Moses Chubat and his mother Roza Chubat

This is me and my mother Roza Chubat. The photo was taken when I came to Kishinev for my army leave in 1957. I’m wearing my marine uniform.

I can say that I was lucky with my military service. I was allocated to the replacement depot of Sevastopol [today Ukraine, Crimea, 900 km from Kiev]. The competition was tough but I did well in my mathematics exam. I was noticed by one military dignitary, a Jew and he suggested that I should go to the intendance school. I went to Poti in Georgia. It was hard to get used to the army: getting up early in the morning, marching, singing combat songs, no matter what mood you were in. I was a quiet guy, so I wasn't bullied. I had studied at the school for a year and acquired a specialty of a military clerk. Our class got an assignment to the cruiser Novorossiysk. Shortly before my graduation, more than half of the squad suffered from dysentery. We had stayed in the hospital for more than a month and I together with some guys were sent to the shore. I was very lucky to work at the torpedo base in Poti. The Novorossiysk was blown up. Our cadets had been among the three thousand people on board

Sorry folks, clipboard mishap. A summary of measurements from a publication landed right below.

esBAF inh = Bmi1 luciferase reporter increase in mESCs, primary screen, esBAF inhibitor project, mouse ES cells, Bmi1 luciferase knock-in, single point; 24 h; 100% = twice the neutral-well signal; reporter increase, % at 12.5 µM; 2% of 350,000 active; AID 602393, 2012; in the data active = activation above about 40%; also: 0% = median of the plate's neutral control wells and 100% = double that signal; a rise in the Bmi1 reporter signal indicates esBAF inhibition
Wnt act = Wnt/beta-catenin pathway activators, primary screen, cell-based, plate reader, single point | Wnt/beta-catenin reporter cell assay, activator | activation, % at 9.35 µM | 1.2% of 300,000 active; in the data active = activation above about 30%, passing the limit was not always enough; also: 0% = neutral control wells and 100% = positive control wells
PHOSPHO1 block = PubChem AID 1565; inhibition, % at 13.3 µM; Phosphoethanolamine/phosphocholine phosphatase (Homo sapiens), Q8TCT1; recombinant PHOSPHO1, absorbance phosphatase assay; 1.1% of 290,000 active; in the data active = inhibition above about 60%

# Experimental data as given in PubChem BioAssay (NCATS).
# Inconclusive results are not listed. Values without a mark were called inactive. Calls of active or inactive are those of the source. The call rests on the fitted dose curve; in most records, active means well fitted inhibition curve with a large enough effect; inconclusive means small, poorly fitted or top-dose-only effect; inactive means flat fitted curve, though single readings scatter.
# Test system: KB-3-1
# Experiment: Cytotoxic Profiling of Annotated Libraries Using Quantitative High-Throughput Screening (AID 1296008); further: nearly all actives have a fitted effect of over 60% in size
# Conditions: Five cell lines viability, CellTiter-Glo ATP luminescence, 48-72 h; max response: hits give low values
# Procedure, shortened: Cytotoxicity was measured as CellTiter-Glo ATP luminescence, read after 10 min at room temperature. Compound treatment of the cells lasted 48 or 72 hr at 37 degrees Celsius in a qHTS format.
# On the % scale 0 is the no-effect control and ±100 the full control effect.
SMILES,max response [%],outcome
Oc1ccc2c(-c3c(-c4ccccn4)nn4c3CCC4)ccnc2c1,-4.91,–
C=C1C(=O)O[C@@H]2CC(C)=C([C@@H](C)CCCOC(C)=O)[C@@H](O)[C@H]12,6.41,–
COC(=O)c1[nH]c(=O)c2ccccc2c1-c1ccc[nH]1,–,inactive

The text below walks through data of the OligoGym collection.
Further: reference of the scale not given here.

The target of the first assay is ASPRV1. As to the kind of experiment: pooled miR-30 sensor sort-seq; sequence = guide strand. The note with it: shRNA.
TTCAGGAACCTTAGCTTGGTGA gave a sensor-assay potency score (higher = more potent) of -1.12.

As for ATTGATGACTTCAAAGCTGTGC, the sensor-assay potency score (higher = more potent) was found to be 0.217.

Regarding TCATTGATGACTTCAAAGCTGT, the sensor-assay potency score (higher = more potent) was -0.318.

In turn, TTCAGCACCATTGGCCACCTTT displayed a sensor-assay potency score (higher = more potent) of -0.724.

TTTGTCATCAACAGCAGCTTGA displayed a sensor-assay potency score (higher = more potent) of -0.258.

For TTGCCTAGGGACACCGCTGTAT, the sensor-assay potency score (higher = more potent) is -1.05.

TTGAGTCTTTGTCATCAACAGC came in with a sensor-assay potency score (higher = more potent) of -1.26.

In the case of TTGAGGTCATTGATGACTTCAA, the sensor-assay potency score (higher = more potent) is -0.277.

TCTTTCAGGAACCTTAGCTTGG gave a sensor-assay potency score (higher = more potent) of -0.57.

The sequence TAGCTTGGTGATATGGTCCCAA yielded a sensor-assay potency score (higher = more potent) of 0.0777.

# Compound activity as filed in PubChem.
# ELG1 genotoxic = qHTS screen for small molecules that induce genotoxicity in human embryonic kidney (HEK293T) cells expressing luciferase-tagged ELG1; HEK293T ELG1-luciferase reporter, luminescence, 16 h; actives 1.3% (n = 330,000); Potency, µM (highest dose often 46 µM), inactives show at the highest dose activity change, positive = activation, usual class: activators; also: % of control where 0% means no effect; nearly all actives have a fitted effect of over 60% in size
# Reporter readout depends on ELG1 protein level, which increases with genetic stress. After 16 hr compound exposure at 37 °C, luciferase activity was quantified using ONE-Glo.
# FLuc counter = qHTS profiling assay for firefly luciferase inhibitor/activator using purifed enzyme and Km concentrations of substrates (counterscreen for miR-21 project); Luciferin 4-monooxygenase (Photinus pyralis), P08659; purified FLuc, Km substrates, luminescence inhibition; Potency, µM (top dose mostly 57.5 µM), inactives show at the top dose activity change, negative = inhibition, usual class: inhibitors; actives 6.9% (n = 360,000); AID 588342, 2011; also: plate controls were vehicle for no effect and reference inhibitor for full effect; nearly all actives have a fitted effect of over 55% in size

In December 1957 I was given a ten-day leave and flew to Kishinev. Lyalia insisted that we get married immediately, and I couldn't break my promise. I wasn't ready to get married, but I couldn't go back on my word. On the frosty day of 4th December, we went to the state marriage registration office. I wasn't in winter uniform and Lyalia wasn't in a warm coat. We didn't have a wedding party. I was demobilized in February 1958. I came back to Kishinev.